"Murray is the best kind of literary biographer" – The Financial Times.
For more information about the books of Nicholas Murray
click HERE and access his website
Winner of the 2015 Basil Bunting Award for poetry

Friday, 23 May 2008

The Survival of the Essayist

Reading John Gross, author of The Rise and Fall of the Man of Letters, in today's TLS, on the continuing role of the essayist (he was reviewing Stefan Collini's Common Reading collection of essays) at a time of high academic specialisation, I shared Gross's (and Collini's) uncertainty about the future of this phenomenon. As a non-academic writer (in the sense of not having any university affiliation) I have sometimes fallen into the trap of academic-baiting. But the old conflict between Grub Street and Academe now seems merely self-indulgent. All those who care about literature and its continuing life in modern societies need to pull together these days. Trying to think of a good example I decided that Primo Levi was a fine representative of the essayist and his "To a Young Reader" in Other People's Trades was one of his best. One of his pieces of advice in this essay was to show work to other people but: "Not another writer: a writer is not a typical reader, he has preferences and peculiar fixations, faced by a beautiful text he is envious." Levi also added that his stylistic goal was "that of maximum information with minimum clutter". That wouldn't have got him a job in a department of English in, say, 1990.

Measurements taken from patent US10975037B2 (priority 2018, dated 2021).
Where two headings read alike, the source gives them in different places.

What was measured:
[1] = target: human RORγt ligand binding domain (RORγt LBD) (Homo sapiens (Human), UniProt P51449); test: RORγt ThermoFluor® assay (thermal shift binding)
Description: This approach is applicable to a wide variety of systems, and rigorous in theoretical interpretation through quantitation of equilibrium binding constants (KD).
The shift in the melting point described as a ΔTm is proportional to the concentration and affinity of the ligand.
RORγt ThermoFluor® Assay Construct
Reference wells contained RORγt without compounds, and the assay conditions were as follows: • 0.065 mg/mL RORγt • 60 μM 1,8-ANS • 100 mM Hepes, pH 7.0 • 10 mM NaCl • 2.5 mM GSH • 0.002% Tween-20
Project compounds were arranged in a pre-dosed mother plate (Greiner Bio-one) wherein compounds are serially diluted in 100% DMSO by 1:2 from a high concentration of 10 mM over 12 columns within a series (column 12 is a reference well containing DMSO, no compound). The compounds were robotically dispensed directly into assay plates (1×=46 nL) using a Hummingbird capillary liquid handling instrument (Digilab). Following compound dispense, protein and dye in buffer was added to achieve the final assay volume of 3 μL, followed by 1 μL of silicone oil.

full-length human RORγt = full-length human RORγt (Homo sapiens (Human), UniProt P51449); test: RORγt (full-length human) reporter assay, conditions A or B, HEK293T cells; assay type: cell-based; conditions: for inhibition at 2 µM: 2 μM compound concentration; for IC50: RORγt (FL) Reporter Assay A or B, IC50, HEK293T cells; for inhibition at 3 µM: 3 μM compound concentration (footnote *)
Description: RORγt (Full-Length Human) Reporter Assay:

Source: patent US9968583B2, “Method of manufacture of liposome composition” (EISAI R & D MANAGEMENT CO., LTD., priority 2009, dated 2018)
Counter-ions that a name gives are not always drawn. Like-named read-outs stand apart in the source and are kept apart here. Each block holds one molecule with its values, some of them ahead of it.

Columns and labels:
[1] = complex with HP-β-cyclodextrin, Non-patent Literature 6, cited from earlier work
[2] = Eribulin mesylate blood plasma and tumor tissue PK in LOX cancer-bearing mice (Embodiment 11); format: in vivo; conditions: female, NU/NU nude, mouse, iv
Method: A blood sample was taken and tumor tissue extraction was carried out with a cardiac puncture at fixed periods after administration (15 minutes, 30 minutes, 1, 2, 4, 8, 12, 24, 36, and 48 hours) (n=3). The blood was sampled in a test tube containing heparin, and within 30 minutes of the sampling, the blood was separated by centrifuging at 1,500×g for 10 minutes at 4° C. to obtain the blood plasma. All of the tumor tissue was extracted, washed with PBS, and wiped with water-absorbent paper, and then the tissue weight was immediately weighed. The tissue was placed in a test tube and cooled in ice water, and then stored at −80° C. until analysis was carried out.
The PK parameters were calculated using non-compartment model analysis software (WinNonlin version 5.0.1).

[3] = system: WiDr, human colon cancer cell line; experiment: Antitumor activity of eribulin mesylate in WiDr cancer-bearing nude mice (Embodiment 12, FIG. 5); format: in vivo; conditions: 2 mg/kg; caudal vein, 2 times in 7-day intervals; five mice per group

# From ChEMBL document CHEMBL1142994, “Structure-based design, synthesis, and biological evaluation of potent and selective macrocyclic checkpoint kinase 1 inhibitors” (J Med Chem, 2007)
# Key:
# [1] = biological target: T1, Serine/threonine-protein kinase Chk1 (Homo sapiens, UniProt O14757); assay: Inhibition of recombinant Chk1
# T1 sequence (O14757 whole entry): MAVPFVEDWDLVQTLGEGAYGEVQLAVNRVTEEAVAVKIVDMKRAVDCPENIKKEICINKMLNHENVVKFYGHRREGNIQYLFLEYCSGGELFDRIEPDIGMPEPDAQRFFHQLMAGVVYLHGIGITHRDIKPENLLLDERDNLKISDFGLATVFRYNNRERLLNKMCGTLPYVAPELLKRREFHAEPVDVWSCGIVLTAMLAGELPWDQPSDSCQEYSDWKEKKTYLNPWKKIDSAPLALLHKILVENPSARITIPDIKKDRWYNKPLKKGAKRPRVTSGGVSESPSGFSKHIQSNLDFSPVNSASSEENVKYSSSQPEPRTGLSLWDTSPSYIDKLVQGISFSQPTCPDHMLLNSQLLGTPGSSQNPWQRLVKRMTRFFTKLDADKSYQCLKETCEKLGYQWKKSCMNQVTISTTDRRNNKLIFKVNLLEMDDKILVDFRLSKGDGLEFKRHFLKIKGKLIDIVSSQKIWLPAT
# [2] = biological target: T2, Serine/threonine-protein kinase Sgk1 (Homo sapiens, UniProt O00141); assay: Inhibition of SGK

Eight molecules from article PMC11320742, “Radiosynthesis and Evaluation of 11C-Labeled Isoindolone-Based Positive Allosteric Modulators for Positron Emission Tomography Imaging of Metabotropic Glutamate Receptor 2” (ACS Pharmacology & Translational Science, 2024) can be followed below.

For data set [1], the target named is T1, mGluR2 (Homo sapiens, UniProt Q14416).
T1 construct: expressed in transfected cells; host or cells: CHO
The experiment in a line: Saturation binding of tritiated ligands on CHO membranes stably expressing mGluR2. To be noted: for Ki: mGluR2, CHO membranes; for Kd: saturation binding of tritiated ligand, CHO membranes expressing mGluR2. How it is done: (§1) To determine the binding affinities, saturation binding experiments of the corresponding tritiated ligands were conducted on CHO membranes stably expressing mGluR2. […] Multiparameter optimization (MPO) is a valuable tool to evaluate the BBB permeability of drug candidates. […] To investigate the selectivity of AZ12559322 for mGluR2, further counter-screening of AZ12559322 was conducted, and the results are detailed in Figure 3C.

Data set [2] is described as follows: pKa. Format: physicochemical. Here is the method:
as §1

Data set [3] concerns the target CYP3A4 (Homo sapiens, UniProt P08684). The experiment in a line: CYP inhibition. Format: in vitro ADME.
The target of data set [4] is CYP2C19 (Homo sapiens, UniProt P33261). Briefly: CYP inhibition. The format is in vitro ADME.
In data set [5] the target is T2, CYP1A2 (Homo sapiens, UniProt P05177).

Tuesday, 20 May 2008

Trop Chérie

Perhaps the phenomenon of political memoir or "bystander political memoir" is not a worthy subject for a literary blog because it has more to do with just about anything other than literature but there have been so many of these recently that they are hard to ignore. That by Chérie Booth has attracted a lot of vitriol, in part because (seemingly innocent of British social history since the 1944 Education Act) she seems to think that there is something unusual about a bright working class kid getting a classy education and ending up in Connaught Square. She still believes that it is a miracle that "someone from Liverpool" (where seemingly everyone is an ill-educated slum-dweller) could end up enjoying the high life. Here I declare an interest, having been brought up a few streets away from Chérie in the north Liverpool suburb of Waterloo. Let the benighted working class girl take up the story, in a speech given on 17th June 2004 to the Literatures of the Commonwealth Festival in Manchester:

"I myself have been an avid reader from the day I first learned to read at the age of five. My mother and grandmother were also great readers and I am proud to carry on the family tradition. I read voraciously all kinds of books from different genres. By the time I was ten years old, I had read every single book in the children's public library in Waterloo Liverpool where I was brought up, and the librarian finally gave way to my pleading and allowed me to join the grownups' library where I continued to take out the maximum five books every week until I left school. I believe it is one of the great sadnesses of today that fewer young people, particularly boys, are reading books."

I used the same Library (I'm a couple of years older) and I'm sorry that all that reading didn't rub off on this memoir which sorely needs some literary panache (say I, having read only a few pages standing in a chain bookstore).

Tuesday, 13 May 2008

Come Back Leavis All is Forgiven